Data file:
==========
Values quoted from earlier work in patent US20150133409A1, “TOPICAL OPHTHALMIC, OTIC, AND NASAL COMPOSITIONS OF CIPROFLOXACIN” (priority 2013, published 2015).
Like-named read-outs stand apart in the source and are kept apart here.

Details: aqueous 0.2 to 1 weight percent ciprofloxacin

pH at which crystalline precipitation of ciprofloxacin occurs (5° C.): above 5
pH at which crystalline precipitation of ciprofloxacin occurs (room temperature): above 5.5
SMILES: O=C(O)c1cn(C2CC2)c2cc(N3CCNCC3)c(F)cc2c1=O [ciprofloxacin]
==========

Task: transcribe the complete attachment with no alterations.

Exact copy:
Values quoted from earlier work in patent US20150133409A1, “TOPICAL OPHTHALMIC, OTIC, AND NASAL COMPOSITIONS OF CIPROFLOXACIN” (priority 2013, published 2015).
Like-named read-outs stand apart in the source and are kept apart here.

Details: aqueous 0.2 to 1 weight percent ciprofloxacin

pH at which crystalline precipitation of ciprofloxacin occurs (5° C.): above 5
pH at which crystalline precipitation of ciprofloxacin occurs (room temperature): above 5.5
SMILES: O=C(O)c1cn(C2CC2)c2cc(N3CCNCC3)c(F)cc2c1=O [ciprofloxacin]